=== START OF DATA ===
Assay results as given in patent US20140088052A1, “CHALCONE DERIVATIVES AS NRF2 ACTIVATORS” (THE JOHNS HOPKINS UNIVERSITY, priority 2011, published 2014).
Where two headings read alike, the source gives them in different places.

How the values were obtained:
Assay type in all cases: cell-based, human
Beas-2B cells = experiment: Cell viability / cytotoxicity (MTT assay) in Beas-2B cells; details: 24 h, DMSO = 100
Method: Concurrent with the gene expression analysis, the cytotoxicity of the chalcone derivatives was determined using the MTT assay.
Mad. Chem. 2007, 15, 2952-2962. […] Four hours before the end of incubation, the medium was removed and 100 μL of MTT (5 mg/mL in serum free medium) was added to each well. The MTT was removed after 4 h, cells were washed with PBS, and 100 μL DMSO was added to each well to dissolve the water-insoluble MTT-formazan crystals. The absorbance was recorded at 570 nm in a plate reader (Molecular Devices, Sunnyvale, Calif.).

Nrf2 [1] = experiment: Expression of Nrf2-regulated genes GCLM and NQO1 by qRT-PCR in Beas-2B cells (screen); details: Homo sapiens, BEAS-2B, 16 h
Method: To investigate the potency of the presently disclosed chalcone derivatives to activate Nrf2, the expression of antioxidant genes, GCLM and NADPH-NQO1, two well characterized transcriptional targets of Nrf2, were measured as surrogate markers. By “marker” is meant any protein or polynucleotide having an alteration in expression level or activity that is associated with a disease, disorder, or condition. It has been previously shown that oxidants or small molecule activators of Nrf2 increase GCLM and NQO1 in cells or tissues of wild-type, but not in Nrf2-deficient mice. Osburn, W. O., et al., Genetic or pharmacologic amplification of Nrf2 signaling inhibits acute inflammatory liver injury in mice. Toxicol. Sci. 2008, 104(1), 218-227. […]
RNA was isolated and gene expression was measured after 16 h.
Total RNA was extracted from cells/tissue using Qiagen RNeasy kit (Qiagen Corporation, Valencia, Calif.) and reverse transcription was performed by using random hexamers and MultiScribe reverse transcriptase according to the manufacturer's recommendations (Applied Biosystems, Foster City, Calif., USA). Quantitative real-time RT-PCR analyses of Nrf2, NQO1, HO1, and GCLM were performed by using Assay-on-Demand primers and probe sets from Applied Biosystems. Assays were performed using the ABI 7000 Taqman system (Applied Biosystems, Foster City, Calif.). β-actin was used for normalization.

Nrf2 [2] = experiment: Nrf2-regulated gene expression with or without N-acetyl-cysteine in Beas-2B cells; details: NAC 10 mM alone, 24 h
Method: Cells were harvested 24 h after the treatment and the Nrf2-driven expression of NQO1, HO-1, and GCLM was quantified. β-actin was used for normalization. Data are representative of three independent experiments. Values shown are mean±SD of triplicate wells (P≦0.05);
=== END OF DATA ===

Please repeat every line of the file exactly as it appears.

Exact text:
Assay results as given in patent US20140088052A1, “CHALCONE DERIVATIVES AS NRF2 ACTIVATORS” (THE JOHNS HOPKINS UNIVERSITY, priority 2011, published 2014).
Where two headings read alike, the source gives them in different places.

How the values were obtained:
Assay type in all cases: cell-based, human
Beas-2B cells = experiment: Cell viability / cytotoxicity (MTT assay) in Beas-2B cells; details: 24 h, DMSO = 100
Method: Concurrent with the gene expression analysis, the cytotoxicity of the chalcone derivatives was determined using the MTT assay.
Mad. Chem. 2007, 15, 2952-2962. […] Four hours before the end of incubation, the medium was removed and 100 μL of MTT (5 mg/mL in serum free medium) was added to each well. The MTT was removed after 4 h, cells were washed with PBS, and 100 μL DMSO was added to each well to dissolve the water-insoluble MTT-formazan crystals. The absorbance was recorded at 570 nm in a plate reader (Molecular Devices, Sunnyvale, Calif.).

Nrf2 [1] = experiment: Expression of Nrf2-regulated genes GCLM and NQO1 by qRT-PCR in Beas-2B cells (screen); details: Homo sapiens, BEAS-2B, 16 h
Method: To investigate the potency of the presently disclosed chalcone derivatives to activate Nrf2, the expression of antioxidant genes, GCLM and NADPH-NQO1, two well characterized transcriptional targets of Nrf2, were measured as surrogate markers. By “marker” is meant any protein or polynucleotide having an alteration in expression level or activity that is associated with a disease, disorder, or condition. It has been previously shown that oxidants or small molecule activators of Nrf2 increase GCLM and NQO1 in cells or tissues of wild-type, but not in Nrf2-deficient mice. Osburn, W. O., et al., Genetic or pharmacologic amplification of Nrf2 signaling inhibits acute inflammatory liver injury in mice. Toxicol. Sci. 2008, 104(1), 218-227. […]
RNA was isolated and gene expression was measured after 16 h.
Total RNA was extracted from cells/tissue using Qiagen RNeasy kit (Qiagen Corporation, Valencia, Calif.) and reverse transcription was performed by using random hexamers and MultiScribe reverse transcriptase according to the manufacturer's recommendations (Applied Biosystems, Foster City, Calif., USA). Quantitative real-time RT-PCR analyses of Nrf2, NQO1, HO1, and GCLM were performed by using Assay-on-Demand primers and probe sets from Applied Biosystems. Assays were performed using the ABI 7000 Taqman system (Applied Biosystems, Foster City, Calif.). β-actin was used for normalization.

Nrf2 [2] = experiment: Nrf2-regulated gene expression with or without N-acetyl-cysteine in Beas-2B cells; details: NAC 10 mM alone, 24 h
Method: Cells were harvested 24 h after the treatment and the Nrf2-driven expression of NQO1, HO-1, and GCLM was quantified. β-actin was used for normalization. Data are representative of three independent experiments. Values shown are mean±SD of triplicate wells (P≦0.05);